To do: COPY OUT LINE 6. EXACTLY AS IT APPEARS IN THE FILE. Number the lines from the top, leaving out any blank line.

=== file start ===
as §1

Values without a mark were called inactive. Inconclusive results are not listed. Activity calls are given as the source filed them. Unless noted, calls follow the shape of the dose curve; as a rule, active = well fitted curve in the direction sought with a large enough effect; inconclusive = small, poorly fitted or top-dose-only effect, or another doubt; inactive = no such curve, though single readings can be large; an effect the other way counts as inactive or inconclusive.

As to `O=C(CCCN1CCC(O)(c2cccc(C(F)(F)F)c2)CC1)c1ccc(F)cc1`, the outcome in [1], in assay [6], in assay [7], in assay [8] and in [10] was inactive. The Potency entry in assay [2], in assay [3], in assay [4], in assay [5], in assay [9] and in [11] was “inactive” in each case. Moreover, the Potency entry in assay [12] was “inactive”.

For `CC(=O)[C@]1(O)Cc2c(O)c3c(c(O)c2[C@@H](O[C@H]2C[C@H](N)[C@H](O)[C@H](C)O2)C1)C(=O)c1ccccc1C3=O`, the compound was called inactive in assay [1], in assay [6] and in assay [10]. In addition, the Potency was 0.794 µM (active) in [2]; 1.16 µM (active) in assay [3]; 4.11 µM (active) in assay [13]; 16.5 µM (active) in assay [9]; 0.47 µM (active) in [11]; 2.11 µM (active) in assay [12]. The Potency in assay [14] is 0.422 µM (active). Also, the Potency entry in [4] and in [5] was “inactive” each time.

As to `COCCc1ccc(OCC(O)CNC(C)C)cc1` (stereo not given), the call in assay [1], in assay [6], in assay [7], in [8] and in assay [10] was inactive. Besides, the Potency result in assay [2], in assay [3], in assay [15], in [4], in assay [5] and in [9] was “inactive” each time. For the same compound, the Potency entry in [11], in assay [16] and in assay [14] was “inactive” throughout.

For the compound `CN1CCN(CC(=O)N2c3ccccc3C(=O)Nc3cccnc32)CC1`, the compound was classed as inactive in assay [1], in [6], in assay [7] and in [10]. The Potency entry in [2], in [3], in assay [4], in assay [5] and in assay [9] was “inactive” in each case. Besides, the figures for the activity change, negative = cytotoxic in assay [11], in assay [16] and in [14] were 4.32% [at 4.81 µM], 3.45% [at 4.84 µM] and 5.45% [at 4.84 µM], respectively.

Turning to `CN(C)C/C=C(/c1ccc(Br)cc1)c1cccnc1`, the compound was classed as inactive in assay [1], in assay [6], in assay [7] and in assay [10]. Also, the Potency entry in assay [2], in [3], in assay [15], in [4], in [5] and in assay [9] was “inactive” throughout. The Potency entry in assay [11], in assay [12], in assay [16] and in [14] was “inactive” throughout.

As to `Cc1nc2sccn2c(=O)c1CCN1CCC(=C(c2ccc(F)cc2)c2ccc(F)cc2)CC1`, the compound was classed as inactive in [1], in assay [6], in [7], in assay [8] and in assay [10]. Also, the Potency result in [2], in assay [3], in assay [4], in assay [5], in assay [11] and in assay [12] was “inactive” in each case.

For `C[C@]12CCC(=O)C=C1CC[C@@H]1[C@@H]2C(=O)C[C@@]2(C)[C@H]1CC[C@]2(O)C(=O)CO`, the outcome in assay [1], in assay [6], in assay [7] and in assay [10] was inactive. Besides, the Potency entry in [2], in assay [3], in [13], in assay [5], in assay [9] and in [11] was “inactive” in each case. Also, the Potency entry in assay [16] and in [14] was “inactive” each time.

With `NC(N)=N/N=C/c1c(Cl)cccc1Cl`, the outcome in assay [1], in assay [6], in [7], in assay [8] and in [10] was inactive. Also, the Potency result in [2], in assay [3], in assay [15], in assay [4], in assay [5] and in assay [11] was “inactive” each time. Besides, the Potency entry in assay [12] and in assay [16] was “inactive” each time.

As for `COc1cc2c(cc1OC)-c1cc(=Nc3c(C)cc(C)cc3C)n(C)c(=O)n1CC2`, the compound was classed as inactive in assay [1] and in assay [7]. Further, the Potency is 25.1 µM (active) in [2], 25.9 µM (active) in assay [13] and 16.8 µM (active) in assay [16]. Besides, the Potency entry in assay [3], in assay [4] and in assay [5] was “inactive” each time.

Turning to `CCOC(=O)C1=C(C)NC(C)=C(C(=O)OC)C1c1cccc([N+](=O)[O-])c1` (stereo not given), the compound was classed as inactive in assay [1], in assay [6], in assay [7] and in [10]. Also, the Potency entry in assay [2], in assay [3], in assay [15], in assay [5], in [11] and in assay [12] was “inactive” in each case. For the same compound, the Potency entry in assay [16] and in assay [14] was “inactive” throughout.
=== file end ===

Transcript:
For the compound `CN1CCN(CC(=O)N2c3ccccc3C(=O)Nc3cccnc32)CC1`, the compound was classed as inactive in assay [1], in [6], in assay [7] and in [10]. The Potency entry in [2], in [3], in assay [4], in assay [5] and in assay [9] was “inactive” in each case. Besides, the figures for the activity change, negative = cytotoxic in assay [11], in assay [16] and in [14] were 4.32% [at 4.81 µM], 3.45% [at 4.84 µM] and 5.45% [at 4.84 µM], respectively.